IS it possible for us to have a serious relationship when her 8 year old boy sleeps in the bed nightly? He falls asleep in the adult bed then she will sometimes put him into his bed later at night around 11:30pm.
      Later when he wakes he walks in and jumps right back in.
      The personal time we had is going and for intamcy…. that’s starting to go right our the door. For fear he will walk in. Lock the door is impossible for the child screams in fear the minute he can’t just walk in.

      1. Sorry to tell you this, but that is not going to work. She has to decide if she wants a romantic relationship with you or a co-dependent relationship with her kid.

      2. How long you can have sex 1 hour at most …after that what you will do sleeping!!!!!!!!!!!!! …make sure that when you are having sex keep that door closed and locked after that that keep the door open .Now don’t tell me that you don’t affectionate in front of your kid(except sex) and kid loves it and they wants to be part of that. This is how family bond gets stronger.. let the boy live every time in your life.. Might be the boy having jealousy problem with you (new man in his mother’s life) or he may having oedipus complex or whatever reason is that he wants to be with her mother or feel threatened that new man is more important .
        Now from my own experience I used to sleep with my parents until 12(it is common in India)…. once (I was 9)my parents asked me that I can have my own room If I want … I denied immediately after that they didn’t make any comment about it …. but when I turned 12 I felt that I need my own room!!!!! I moved to my own room. Now if my parents force me to move out then I would have –ve effect on my life. May be felt less important in their lives.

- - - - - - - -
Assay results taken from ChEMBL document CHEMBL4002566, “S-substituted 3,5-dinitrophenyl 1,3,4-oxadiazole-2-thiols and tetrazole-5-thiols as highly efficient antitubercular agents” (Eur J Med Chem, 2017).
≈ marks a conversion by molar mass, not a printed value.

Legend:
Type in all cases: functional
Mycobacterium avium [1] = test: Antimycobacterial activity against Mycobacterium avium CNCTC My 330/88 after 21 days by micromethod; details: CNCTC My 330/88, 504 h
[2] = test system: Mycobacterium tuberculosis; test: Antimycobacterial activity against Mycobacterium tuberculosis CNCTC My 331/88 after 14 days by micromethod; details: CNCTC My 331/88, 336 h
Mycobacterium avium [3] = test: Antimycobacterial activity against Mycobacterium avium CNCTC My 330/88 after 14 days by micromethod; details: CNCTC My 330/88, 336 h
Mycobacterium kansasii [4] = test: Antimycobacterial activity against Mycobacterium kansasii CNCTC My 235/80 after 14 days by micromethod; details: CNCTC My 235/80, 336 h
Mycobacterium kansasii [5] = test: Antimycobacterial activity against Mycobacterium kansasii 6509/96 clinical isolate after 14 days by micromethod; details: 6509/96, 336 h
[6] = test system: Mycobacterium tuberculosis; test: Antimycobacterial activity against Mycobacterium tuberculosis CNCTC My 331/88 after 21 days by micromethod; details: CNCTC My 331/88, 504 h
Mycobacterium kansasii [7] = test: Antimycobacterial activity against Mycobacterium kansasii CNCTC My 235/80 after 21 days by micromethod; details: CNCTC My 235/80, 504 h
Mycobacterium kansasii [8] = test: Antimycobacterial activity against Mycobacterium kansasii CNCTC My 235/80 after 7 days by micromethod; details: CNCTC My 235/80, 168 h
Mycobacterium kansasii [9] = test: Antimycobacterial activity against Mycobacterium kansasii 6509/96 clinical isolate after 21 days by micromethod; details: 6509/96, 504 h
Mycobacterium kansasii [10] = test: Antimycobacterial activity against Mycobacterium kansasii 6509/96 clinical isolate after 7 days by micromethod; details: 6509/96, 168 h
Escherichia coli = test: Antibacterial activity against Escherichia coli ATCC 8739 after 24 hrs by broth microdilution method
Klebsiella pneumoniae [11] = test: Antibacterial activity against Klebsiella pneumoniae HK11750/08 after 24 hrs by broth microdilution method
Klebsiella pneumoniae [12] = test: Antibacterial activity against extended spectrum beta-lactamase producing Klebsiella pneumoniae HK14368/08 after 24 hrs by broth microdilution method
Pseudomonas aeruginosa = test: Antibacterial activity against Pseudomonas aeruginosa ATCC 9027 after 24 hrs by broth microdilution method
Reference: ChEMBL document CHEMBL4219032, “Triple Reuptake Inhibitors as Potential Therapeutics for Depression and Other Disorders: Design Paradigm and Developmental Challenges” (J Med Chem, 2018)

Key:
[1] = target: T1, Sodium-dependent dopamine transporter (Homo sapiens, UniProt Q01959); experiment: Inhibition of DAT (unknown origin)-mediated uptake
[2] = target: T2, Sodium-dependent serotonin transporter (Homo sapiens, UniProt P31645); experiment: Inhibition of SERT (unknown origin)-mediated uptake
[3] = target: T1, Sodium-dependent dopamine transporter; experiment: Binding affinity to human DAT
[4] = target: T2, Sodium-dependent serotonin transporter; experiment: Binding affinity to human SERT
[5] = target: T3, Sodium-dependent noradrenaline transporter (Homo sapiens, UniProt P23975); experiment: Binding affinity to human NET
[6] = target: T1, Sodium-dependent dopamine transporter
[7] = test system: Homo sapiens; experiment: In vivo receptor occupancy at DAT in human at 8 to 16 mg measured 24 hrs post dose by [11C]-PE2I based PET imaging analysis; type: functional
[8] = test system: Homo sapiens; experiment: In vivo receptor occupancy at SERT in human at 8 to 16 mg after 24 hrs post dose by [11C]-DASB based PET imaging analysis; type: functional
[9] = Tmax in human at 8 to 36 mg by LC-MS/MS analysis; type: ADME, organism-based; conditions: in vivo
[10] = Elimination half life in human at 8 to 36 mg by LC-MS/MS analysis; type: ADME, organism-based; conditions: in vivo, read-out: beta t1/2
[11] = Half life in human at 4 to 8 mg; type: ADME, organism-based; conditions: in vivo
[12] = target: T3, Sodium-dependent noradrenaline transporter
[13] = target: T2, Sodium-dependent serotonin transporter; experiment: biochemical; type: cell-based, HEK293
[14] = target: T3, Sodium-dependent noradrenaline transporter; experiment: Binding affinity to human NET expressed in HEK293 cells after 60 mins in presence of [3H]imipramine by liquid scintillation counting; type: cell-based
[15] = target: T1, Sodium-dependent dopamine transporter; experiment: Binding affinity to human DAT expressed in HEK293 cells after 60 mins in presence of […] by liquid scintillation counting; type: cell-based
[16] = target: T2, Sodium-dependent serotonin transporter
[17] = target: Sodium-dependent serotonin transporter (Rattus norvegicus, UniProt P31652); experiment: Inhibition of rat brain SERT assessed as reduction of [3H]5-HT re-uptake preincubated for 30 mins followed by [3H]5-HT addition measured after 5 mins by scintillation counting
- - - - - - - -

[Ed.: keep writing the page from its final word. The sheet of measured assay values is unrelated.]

If you want to be father then don’t fight with that little kid….. he is not the threat too your relation .. your jealousy is the threat for your relationship … find the time for yourselves when kid is sleeping /not around or if your kid sleeping with you then have sex in other room join him when you are finished… if you can’t do this much then why you want be parents after all …..Within a year he will be his own because of his girlfriend….. Because of your sacrifice (what parents do always) someday this very kid will respect you most, because boys always follow his father. Otherwise this boy will be your worst enemy of your relationship and you will be always his stepfather/mother’s husband/mother’s boyfriend never be his FATHER/BEST FRIEND.